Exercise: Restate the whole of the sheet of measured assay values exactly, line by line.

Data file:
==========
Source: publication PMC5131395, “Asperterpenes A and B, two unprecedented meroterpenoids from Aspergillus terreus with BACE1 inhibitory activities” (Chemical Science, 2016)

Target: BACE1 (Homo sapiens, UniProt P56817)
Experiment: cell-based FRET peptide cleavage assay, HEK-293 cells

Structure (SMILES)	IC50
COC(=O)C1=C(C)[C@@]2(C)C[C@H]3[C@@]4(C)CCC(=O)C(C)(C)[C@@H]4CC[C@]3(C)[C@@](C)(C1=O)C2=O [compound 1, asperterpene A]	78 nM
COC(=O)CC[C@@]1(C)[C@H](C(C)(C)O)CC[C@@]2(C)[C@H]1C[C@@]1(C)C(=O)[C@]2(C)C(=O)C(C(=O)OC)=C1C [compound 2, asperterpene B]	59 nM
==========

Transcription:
Source: publication PMC5131395, “Asperterpenes A and B, two unprecedented meroterpenoids from Aspergillus terreus with BACE1 inhibitory activities” (Chemical Science, 2016)

Target: BACE1 (Homo sapiens, UniProt P56817)
Experiment: cell-based FRET peptide cleavage assay, HEK-293 cells

Structure (SMILES)	IC50
COC(=O)C1=C(C)[C@@]2(C)C[C@H]3[C@@]4(C)CCC(=O)C(C)(C)[C@@H]4CC[C@]3(C)[C@@](C)(C1=O)C2=O [compound 1, asperterpene A]	78 nM
COC(=O)CC[C@@]1(C)[C@H](C(C)(C)O)CC[C@@]2(C)[C@H]1C[C@@]1(C)C(=O)[C@]2(C)C(=O)C(C(=O)OC)=C1C [compound 2, asperterpene B]	59 nM